Below are two examples. On the left there is the association with Competence and on the right, a balance of Cultivation and Competence. Click on images to see details of values and principles identified.

Doing vs. Being Agile

Another interesting artifact to share is what participants thought were the salient differences between “Doing Agile” and “Being Agile”. See photo below. This list is the result of large group shout-out/brainstorm so consider it directional rather than a crisp definition.

Approaches to Adoption/Transformation

At the end of the session, some participants share adoption and transformation techniques that I did not include in my slides or book. These are a mix of approaches and models. Interestingly, each one also has a book.

Want More?

Please see Book, slides, and video explaining the session.

Leave a Comment

Book – An Agile Adoption and Transformation Survival Guide: Working with Organizational Culture

I am very excited that I just published my free book - An Agile Adoption and Transformation Survival Guide: Working with Organizational Culture on InfoQ. Agile change agents will find it valuable in helping companies succeed with Agile and avoiding failure.

About the Book

Struggling with Agile? Frustrated that people don’t really get it? Tired of fighting with organizational bureaucracy? Wondering how you could have been more successful? If so, then this book is for you!

The book provides a set of essential thinking tools for understanding Agile adoption and transformation: how they differ and what you need to know to know to avoid being another statistic in the widespread adoption failure. In particular, you will learn how to use culture to work more effectively with your organization.

It is called a survival guide since so many people have found the concepts to be invaluable in understanding their experiences when working with Agile.

This book includes:

  • Identification of causes of the widespread Agile adoption failure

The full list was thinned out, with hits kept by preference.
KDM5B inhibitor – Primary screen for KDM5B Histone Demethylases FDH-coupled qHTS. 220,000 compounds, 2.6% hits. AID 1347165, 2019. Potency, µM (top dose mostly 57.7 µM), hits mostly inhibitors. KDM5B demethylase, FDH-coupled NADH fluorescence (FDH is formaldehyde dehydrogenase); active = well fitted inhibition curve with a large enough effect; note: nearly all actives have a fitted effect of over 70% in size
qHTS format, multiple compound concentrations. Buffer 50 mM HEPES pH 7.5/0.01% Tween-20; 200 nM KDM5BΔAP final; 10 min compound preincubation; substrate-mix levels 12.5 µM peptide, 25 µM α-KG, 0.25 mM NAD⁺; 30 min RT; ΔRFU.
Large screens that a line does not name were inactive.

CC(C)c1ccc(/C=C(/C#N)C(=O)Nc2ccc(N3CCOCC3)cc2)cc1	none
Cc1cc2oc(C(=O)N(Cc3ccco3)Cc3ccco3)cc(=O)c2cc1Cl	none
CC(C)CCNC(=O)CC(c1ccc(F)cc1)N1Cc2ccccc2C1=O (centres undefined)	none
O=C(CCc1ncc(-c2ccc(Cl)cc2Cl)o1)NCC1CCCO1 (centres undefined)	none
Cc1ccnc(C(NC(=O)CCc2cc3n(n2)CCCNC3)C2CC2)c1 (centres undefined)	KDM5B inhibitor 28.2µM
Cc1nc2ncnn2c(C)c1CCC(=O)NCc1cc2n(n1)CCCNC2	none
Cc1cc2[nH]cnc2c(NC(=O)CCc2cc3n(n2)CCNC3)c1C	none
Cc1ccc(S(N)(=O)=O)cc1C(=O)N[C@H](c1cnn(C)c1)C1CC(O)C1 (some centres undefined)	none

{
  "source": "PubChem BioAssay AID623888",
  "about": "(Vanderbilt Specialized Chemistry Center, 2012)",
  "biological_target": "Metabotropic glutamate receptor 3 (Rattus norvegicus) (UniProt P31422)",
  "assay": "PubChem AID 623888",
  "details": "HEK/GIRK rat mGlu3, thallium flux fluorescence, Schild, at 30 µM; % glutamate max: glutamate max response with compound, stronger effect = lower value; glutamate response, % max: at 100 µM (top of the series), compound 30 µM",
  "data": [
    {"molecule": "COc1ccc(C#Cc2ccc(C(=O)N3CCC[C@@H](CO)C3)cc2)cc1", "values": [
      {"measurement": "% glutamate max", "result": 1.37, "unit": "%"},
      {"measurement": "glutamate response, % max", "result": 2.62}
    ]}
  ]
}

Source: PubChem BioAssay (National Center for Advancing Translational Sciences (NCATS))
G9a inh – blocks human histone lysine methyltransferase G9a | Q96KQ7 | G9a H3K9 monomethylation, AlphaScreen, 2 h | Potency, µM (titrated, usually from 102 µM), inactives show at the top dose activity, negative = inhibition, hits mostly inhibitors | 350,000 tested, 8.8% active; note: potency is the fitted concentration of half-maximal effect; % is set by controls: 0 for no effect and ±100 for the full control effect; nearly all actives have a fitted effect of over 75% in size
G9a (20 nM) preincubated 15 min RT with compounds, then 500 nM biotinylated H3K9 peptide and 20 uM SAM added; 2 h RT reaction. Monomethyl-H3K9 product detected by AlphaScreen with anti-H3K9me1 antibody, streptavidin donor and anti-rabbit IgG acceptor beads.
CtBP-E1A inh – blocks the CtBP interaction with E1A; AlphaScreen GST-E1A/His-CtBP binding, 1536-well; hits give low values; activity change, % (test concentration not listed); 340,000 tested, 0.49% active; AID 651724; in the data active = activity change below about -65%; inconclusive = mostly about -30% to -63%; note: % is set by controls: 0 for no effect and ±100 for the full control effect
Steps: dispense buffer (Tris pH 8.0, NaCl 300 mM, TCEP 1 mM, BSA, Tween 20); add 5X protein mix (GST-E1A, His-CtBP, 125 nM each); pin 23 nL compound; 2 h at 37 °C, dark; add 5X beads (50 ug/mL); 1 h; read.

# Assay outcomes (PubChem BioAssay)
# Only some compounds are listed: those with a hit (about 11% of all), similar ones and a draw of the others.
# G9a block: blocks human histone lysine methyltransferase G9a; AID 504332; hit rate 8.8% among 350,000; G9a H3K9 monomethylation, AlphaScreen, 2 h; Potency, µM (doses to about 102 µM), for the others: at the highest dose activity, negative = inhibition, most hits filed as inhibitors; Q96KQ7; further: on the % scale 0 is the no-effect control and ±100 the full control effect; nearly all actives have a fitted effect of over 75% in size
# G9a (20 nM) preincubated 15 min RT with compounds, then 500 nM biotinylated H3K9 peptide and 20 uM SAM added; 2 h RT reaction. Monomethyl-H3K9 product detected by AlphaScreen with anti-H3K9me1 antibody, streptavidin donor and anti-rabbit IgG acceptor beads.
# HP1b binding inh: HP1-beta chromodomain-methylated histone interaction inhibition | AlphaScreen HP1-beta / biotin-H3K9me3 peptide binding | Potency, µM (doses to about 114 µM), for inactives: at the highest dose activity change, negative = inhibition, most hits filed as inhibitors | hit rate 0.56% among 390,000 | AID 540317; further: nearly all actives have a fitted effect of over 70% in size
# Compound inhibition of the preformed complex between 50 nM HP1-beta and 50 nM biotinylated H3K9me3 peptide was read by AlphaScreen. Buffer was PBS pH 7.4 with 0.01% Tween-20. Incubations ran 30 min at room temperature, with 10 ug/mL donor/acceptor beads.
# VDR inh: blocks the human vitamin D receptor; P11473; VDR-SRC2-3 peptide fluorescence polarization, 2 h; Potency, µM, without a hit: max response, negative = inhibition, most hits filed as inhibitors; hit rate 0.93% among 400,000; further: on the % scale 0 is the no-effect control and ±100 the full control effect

• A model for understanding Agile, Kanban, and Software Craftsmanship culture
  • An outline of key adoption and transformation approaches
  • A framework to help guide when to use these these approaches with your organization
  • Real-life case studies of what has worked and what hasn’t

Electronic Version is Free

You can get a PDF or ePub version of the book for free on InfoQ. Why free? My primary goal is to change the world of work, and by making it free I can best achieve this goal. Of course, I would be really happy if you bought multiple copies of the print edition to give to your friends and clients to help them succeed as well as support my work.

Thank You

“If I have seen further, it is by standing on the shoulders of giants.” – Isaac Newton

I would like to thank Henrik Kniberg who has contributed so much open source material to the Agile community and inspired me to write a free eBook to pay it forward. I also appreciate him taking the time to write one of the forewords.

I would like to thank the attendees of workshops with early incarnations of this material – XPToronto, SoCal Lean Kanban, Agile Tour Toronto, and Agile New England. Your comments, challenges and reflections have helped in immeasurable ways.

Thanks to all the people who read my blog posts throughout 2011 on this topic and provided valuable feedback.

A big thanks to Michael Spayd for first introducing me to the Schneider culture model and for conducting a survey of Agilistas.

For sure this work would not exist but for Mike Cottemeyer’s differentiation of adoption and transformation.

Thank you to the review team for feedback: Chris Williams, Irene Kuhn, Armond Mehrabian, Krishan Mathis, Bernie Jansen, Ed Willis, Eric Willeke, Karl Scotland, Sabine Canditt, Todd Charron, Bob Sarni. Olaf Lewitz in particular deserves distinction by providing an extraordinary quantity of valuable comments, questions and challenges.

I would like to thank those who directly contributed to this work as well as reviewing: Olivier Gourment for contributing a case study; Jeff Anderson, Olaf Lewitz, Jon Stahl, and Karl Scotland and Alexei Zheglov for sharing their challenges and alternate visions in the appendix.

I would also like to thank Alistair McKinnell, Jason Little, Declan Whelan for providing feedback on the Methods & Tools article that formed a chapter in this book and to John McFadyen and Dave Snowden for feedback on the Cynefin section.